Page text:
Letters to the Editor for Sept. 9, 2014

Child’s failure to perform is a failure of the parent

My two cents on the Sept. 2 letter to the editor titled “Outraged about school district’s failure to perform:”

The failure to perform is generally directly attributed to the failure to parent. Teachers have your student in their classroom for a short nine months. Parents have them for 18 years.

Are you doing your part? Do you send them to kindergarten already knowing their colors, letters, how to write their name? Do you read with them, check their homework, ask them their spelling words? Do you discuss real-life math problems and science at dinner time, during car rides, or while taking a walk? Does homework get done before television, video games, and cell phones when they get home from school? Do you feel any sort of responsibility of being your child’s first teacher?

The Washougal School District has Family Access, where you can view their grades and missing assignments at any time. Are you using it?

All five of my children have been through the Washougal School District, and I am extremely pleased with the education they received. One was valedictorian of her class, two were salutatorians, and the other two were both in the top 10 percent of their class. To date, they also boast three Bachelor’s Degrees and two Master’s Degrees. They were well-prepared for higher education, and on more than one instance their college professors specifically praised the job their high school teachers had done.

My children are not geniuses. Their dad and I just gave a darn.

Most people who complain about teachers, the school district, etc., can point their fingers directly at themselves as the problem.

Laurie Johnson, Washougal

Washougal School District is top notch

I am both a teacher and a parent. When people ask if I am going to take my children to Evergreen schools, where I teach, I respond, “Why?”

Two of our children have graduated from WHS and one is a student there now. I have nothing but respect and appreciation for the teachers, administrators and school board.

I started attending school board meetings about six years ago in the midst of the budget crisis. I have continued to attend meetings regularly and have learned much about the role of the school board.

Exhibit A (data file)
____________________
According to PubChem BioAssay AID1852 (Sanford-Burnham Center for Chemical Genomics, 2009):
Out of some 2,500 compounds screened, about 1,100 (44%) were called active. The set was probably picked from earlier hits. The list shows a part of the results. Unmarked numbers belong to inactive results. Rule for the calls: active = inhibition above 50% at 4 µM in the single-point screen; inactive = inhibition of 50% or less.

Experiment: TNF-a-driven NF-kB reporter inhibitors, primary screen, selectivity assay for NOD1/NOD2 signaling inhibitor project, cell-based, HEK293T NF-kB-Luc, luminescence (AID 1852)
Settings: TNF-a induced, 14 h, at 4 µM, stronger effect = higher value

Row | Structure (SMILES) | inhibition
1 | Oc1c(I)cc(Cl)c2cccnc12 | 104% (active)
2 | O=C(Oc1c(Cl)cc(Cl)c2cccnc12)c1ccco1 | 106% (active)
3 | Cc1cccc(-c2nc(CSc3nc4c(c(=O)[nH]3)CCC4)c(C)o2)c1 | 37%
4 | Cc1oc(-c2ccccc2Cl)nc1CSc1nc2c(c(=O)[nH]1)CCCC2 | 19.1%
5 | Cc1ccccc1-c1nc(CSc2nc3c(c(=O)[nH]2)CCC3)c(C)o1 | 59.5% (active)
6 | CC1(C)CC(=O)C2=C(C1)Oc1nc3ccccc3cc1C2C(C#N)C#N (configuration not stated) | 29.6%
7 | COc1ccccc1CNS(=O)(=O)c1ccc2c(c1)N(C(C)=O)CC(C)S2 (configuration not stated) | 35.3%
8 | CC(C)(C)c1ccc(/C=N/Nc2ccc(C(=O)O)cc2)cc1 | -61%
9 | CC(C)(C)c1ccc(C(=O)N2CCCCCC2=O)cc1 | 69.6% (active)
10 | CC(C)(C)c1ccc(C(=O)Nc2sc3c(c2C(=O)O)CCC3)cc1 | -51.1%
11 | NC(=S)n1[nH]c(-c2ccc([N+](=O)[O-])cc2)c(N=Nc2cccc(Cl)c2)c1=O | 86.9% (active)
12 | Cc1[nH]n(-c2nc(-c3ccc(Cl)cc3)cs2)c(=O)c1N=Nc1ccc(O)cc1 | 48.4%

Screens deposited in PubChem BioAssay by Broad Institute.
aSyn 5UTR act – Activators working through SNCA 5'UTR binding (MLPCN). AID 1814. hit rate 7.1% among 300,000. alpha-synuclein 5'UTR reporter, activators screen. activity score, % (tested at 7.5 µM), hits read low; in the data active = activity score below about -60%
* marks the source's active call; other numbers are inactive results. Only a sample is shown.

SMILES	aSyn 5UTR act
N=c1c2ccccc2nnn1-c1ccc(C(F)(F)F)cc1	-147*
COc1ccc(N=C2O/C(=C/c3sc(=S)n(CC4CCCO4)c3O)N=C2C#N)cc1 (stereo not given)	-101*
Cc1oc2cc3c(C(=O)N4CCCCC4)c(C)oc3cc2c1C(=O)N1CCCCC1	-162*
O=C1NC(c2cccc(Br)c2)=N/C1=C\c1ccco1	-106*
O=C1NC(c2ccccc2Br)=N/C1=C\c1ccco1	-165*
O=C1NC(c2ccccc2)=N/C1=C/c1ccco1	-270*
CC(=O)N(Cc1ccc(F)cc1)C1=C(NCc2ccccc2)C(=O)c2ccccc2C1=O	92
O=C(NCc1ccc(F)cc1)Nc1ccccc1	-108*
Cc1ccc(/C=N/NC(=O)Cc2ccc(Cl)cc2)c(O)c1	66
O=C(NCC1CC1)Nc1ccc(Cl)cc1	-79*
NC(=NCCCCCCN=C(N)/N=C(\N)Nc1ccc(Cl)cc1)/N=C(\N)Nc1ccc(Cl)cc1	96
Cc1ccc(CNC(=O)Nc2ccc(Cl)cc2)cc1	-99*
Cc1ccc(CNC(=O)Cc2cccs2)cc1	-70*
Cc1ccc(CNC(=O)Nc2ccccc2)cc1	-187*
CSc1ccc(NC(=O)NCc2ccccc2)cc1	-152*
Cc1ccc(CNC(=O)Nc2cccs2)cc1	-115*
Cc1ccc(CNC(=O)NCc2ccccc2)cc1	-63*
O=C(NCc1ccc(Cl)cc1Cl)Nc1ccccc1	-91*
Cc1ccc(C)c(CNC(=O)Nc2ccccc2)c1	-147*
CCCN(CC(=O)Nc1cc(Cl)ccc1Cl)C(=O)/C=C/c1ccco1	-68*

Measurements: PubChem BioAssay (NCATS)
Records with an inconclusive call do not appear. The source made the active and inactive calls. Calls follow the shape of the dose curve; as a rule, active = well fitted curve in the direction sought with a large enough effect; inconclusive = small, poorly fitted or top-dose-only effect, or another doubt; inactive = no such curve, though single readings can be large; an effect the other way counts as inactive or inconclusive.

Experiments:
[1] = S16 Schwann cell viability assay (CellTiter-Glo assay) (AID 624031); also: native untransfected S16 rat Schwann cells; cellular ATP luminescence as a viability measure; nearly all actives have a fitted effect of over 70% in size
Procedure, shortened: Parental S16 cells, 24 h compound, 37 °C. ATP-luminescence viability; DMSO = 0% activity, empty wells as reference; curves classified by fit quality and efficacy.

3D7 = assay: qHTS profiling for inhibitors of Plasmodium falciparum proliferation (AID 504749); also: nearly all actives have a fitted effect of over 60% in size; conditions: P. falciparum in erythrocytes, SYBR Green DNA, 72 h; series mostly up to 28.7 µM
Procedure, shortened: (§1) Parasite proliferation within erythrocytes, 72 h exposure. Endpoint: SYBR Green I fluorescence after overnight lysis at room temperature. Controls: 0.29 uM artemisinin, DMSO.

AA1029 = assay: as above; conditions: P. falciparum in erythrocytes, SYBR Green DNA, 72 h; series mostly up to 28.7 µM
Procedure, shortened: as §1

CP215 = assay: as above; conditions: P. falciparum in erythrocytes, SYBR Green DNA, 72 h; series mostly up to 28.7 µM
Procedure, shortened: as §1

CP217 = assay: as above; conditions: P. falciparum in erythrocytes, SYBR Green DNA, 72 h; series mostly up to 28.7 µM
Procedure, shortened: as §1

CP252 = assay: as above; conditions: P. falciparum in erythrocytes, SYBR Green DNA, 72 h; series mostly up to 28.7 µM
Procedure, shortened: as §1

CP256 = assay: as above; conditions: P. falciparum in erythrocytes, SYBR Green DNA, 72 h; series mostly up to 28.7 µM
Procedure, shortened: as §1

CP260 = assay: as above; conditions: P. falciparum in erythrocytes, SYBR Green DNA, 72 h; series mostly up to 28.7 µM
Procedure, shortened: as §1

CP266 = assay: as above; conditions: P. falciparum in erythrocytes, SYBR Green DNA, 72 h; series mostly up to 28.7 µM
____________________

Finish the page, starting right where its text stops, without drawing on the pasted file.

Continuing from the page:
The school board is responsible for hiring and evaluating the superintendent and to oversee the budget. Our school board is filled by volunteers from the five areas in our district. They attend public meetings twice monthly, for three or more hours each, attend multiple school events each month and each board member participates in other board committees at the county and state level.

Every month I see our board working tirelessly to balance state and federal regulations with best practices for our students.

Dawn Tarzian has been a breath of fresh air over the last three years and easily the best superintendent we have had in years. Mrs. Tarzian is focused on students first. She expects that decisions are in the best interest of the students’ academic and emotional needs. In my regular attendance at school board meetings I have never heard her refuse to respond to or avoid questions. She follows up when she needs time to gather information to respond accurately and honestly. Mrs. Tarzian makes regular visits to classrooms in the district and provides teachers with information after her observations.

Our superintendent and school board work hard to support teachers and students. They have worked to provide money savings, such as energy efficiency, refinancing the 1999 bond to a lower interest rate, and paying off the balance on property to save interest there as well.

If you are going to measure our schools by a single measurement such as the state test, go to the OSPI website and look at the district report cards. Washougal schools are outperforming the state average in most areas. Yes, we did not meet AYP. Lots of schools didn’t. We are asking students with significant disabilities and students who are minimally English proficient to take the same test as our average and high achievers.

I am not against high expectations, however, the bell curve is real. About 80 percent of the population is average, 10 percent above average and 10 percent below. It’s repeated throughout nature and it’s real.

Thank you Washougal teachers, administrators, school board and support staff. You are appreciated by your community and students. Keep up the good work and have a great year.

Gail Anderson, Washougal

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